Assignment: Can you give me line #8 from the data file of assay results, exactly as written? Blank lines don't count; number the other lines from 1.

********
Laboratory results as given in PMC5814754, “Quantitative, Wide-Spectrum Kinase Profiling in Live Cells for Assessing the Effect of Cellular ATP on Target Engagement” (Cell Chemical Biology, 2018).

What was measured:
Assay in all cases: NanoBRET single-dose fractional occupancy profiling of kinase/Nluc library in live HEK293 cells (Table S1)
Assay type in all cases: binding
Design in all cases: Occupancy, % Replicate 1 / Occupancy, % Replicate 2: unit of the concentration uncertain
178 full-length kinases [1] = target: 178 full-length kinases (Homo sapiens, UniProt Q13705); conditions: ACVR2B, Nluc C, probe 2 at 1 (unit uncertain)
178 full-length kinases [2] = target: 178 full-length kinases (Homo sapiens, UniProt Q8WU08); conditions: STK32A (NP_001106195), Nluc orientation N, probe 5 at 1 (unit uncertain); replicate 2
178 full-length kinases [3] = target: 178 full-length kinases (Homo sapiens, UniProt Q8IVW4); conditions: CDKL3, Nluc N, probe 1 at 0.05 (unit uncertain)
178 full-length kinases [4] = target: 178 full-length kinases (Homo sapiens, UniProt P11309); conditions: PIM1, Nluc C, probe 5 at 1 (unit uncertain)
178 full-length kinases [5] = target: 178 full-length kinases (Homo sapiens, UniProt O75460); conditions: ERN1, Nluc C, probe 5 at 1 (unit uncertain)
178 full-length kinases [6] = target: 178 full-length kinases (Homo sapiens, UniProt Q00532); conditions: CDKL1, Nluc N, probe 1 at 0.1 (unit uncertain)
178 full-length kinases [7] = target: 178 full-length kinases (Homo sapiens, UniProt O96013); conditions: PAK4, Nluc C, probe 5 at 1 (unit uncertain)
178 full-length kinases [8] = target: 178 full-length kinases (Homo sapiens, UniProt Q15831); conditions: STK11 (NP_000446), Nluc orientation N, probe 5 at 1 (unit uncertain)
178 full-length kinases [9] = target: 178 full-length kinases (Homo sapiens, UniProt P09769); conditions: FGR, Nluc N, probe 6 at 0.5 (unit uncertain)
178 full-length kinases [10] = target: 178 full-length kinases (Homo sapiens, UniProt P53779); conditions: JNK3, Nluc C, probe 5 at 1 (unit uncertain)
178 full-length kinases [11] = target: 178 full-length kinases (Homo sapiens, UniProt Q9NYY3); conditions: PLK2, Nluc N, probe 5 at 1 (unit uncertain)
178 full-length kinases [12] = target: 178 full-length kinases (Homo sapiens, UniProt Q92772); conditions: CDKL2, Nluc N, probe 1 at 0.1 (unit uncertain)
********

178 full-length kinases [3] = target: 178 full-length kinases (Homo sapiens, UniProt Q8IVW4); conditions: CDKL3, Nluc N, probe 1 at 0.05 (unit uncertain)